Picture by .Rich Biesterfeld
Let’s get started!
Today’s question comes from resident data guru, Steven Pappas via Twitter. Thanks for the question!
Steven does more than just dive all the way into data for North Side Bound. He presents an interesting question that challenges his fellow NSB writers to really ponder. Is this system for real? How do we know? Let’s jump in.
There’s something to be said for the development teams on both sides of the ball. Since 2020, we have seen Craig Breslow’s fingerprints all over the pitching infrastructure and it has positively impacted the way guys throw the baseball. Increased velo, nasty sliders, unique pitch characteristics. All of those things have been added to pitchers when they didn’t previously exist in their repertoires. That’s different than the way pitchers in this system were developed leading into 2020, where strengths seemed to be identified in a pitcher and then work was done to intensify that strength.
On the hitting side of things… power. Justin Stone and company have clearly gotten into the heads of their players to strike the ball with authority. Of course, it helps the raw power exists in the system when it didn’t a couple years ago, but we are also seeing more slugging from players that aren’t considered mashers in the classic sense of the word. That might just come from what Steven Pollakov describes as an “assassin’s mindset.”
I’m a believer in the Cubs system. My belief is rooted not so much about the specific players that make up the rosters (though the impact they project to provide is undeniable), it’s the infrastructure set up around them to let them succeed. The work that Craig Breslow, Casey Jacobson, and a ton of others behind the scenes in pitching development receives a bulk of the attention. We watched breakout performances from a host of players (Porter Hodge, Luis Devers, etc) that were viewed on the periphery in past seasons.
It’s that level of depth that convinced me. In a previous season the injuries to Brailyn Marquez, Brennen Davis, and Miguel Amaya would have been a death knell to the system. But this year the Cubs weathered the storm in part to breakouts up and down the organization. When you’re getting breakouts from unexpected places and those aren’t even your best prospects the system is starting to produce. I think it all starts to really come together in 2023.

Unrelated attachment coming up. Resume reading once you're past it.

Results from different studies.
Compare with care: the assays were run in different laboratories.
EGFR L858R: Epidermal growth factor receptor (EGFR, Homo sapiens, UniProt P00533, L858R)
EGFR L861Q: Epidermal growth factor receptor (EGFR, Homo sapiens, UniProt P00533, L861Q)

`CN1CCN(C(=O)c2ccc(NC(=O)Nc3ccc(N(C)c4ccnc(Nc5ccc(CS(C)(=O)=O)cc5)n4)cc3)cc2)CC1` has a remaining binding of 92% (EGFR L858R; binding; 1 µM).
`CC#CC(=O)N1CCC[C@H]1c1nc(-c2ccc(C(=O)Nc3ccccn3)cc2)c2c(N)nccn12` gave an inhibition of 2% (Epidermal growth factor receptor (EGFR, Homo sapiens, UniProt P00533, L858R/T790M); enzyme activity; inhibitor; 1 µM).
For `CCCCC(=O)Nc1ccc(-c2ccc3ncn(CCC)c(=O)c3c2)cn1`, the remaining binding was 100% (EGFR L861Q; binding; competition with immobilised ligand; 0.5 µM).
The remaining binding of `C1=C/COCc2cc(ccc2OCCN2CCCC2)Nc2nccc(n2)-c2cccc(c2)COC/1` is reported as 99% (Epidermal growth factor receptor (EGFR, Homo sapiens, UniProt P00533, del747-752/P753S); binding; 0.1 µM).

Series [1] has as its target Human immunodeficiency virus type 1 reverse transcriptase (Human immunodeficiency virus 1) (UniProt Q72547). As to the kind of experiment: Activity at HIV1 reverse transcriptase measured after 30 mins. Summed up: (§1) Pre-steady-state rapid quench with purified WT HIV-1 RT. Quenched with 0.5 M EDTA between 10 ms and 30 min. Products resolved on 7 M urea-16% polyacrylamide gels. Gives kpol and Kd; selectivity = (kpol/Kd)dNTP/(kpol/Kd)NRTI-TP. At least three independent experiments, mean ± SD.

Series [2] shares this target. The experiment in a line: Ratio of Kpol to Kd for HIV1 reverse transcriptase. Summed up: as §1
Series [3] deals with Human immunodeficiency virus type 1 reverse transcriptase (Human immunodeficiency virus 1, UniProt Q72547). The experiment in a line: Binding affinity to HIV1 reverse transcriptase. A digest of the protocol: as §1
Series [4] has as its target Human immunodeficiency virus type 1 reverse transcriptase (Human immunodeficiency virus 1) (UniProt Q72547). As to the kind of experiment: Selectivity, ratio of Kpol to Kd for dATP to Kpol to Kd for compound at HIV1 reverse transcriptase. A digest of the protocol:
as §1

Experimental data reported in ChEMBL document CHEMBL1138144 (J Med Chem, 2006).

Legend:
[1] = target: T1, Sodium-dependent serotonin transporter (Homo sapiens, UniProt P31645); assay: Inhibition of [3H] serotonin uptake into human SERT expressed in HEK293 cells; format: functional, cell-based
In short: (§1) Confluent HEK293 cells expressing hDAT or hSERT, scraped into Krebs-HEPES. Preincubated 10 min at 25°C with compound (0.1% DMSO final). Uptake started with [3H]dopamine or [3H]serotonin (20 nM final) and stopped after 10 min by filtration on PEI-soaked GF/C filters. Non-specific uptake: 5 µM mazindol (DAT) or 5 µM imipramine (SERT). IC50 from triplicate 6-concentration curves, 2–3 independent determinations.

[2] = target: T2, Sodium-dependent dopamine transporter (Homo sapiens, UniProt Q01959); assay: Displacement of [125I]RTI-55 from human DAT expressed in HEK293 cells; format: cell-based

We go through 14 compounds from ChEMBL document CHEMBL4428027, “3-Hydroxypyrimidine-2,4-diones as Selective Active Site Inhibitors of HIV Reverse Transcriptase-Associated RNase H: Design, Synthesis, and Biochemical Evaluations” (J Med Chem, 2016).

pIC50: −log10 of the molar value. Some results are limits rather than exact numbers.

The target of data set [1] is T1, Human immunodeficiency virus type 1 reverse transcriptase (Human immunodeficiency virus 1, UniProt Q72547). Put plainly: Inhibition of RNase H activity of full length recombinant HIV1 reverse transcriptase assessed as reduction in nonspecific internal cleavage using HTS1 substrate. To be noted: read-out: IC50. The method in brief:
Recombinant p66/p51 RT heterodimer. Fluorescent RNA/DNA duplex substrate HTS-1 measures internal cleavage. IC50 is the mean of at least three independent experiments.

The talent is exciting! Winning at three levels is exciting! But the big question for me is how much “development” is going to happen? In 2020, the year of the pandemic, the system was coming off of South Bend’s title and there was hope. The full-fledged overhaul of pitching and hitting would not really take affect until 2021. And then when the talent bonanza came in July and August of 2021, it boosted the strength of the system. As someone who travels with South Bend in the summer, the biggest trend I see is that the Cubs have gone out and gotten toolsy guys. Before, they picked up guys with high floors and low ceilings. In getting high ceiling guys, it takes a little bit longer to develop, but you can see the development happening. I can see how a player looks in April in person and how he looks in June and July and August. The changes are more subtle in small increments of time but when played out over a year, they are huge. It does feel like something is bubbling up and, to really fulfill your question, the key is going to be turning all those “toolsy” players into elite talent, like top 100 guys. When the Cubs have 7, 8, or 9 guys in MLB Pipeline’s top 100, then we will truly have something. Look for that in the middle of next summer or at the end of 2023.
We will be back with Episode 7 of our mailbag! We will see you then!
Offseason Mailbag Series
Episode 1 – Canario and Davis to Chicago
Episode 2 – Cade Horton in 2023
Episode 3 – Nazier Mule
Episode 4 – Who’s Your Guy in the Draft
Episode 5 – Rule 5 Predictions
Episode 6 – Is the System for Real
Episode 7 – Weakness